We are living in an autobiographical era, as readers all over America can readily attest. Jay Parini, in his introduction to the Norton Book of American Autobiography (1999), deduces that “the immense interest in this form of writing owes something to a moment when our culture as a whole has turned introspective, interested in (some might say obsessed by) self-definition” (p. 19). According to Paul Gray, writing in an April 1997 issue of Time, memoirs have now replaced novels as the major American publishing product, with hundreds published every year, many by first-time writers. These recent memoirs deal with topics once reserved for fiction—child abuse, alcoholism, mental illness, incest—and some critics wish that fiction is where such “taboo” subjects would stay. Those who deplore the upsurge in self-writing note its emphasis on narcissism and self-pity: one such critic even titled his review of the new memoirs “Read about Why I Love Me and How Much I've Suffered.”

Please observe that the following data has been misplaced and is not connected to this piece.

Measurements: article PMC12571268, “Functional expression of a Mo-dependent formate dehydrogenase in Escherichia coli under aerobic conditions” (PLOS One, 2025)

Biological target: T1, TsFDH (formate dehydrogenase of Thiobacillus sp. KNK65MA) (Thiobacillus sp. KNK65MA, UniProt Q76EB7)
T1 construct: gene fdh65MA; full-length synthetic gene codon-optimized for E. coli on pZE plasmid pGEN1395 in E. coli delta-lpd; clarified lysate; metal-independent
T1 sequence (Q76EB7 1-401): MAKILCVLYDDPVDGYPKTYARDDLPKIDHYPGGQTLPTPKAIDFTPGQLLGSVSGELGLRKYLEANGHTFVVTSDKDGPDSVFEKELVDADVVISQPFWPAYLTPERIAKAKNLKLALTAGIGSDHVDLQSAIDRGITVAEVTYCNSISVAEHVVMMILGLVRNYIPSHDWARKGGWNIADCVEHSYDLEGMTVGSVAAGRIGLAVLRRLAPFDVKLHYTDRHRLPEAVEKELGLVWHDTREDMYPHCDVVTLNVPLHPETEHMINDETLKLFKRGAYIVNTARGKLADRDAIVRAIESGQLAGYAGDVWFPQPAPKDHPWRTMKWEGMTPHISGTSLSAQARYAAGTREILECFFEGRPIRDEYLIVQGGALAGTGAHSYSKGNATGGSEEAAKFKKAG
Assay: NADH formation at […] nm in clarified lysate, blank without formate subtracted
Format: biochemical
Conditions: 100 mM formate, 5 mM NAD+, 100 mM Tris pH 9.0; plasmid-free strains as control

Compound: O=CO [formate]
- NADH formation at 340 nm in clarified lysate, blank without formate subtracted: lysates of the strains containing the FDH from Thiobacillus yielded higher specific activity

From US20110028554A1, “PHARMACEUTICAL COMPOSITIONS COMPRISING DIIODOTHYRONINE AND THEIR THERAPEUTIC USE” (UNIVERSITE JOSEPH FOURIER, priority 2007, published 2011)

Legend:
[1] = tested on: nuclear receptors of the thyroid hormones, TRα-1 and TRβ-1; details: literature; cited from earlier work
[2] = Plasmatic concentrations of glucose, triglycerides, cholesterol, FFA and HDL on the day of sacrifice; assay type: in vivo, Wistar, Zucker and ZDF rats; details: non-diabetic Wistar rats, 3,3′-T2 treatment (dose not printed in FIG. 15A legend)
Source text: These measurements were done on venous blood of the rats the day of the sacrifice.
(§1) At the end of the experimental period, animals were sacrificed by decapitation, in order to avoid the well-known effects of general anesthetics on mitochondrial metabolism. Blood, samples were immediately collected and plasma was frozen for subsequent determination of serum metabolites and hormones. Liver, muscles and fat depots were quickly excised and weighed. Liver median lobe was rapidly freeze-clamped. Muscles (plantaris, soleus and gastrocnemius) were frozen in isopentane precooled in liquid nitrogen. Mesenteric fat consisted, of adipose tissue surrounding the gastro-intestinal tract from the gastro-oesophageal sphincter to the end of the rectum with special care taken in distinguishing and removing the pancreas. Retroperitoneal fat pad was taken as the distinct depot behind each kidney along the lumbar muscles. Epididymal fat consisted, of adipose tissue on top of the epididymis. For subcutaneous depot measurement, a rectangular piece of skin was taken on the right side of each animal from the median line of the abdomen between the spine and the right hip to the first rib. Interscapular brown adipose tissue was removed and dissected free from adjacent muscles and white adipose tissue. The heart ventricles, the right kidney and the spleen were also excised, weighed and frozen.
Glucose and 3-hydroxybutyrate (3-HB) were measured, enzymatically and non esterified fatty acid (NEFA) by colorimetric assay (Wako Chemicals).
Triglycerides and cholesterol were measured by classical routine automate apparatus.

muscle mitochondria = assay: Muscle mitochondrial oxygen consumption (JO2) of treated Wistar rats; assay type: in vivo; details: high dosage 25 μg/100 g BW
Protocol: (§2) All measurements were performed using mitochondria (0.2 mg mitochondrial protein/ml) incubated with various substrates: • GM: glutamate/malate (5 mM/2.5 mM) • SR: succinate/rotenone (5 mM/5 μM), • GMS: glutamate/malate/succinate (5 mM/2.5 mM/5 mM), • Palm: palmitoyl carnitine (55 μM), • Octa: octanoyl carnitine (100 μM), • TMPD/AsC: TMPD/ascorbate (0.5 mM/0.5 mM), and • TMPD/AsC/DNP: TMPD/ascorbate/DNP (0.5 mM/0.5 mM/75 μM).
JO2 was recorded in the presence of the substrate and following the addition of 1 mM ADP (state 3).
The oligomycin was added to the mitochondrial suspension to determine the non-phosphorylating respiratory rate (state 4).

Lynn Orilla Scott